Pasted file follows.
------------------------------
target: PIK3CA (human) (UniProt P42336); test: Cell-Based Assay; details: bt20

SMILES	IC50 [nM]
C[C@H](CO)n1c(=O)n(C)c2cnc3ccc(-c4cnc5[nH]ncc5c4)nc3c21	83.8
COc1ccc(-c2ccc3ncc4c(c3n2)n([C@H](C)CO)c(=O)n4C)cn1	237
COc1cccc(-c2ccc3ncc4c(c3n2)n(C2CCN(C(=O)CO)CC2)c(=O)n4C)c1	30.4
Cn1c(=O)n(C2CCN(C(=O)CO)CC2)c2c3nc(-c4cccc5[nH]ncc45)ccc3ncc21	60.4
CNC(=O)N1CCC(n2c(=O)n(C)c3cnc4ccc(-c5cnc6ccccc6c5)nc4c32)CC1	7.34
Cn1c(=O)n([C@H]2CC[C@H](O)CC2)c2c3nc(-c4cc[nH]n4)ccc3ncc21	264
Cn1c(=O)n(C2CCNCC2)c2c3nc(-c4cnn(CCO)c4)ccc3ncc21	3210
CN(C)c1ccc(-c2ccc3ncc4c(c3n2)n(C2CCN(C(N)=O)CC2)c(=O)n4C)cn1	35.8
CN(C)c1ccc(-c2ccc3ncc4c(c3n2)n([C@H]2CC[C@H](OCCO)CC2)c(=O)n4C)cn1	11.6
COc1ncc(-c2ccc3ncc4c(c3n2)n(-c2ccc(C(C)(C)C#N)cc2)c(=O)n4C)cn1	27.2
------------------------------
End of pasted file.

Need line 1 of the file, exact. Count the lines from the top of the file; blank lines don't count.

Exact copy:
target: PIK3CA (human) (UniProt P42336); test: Cell-Based Assay; details: bt20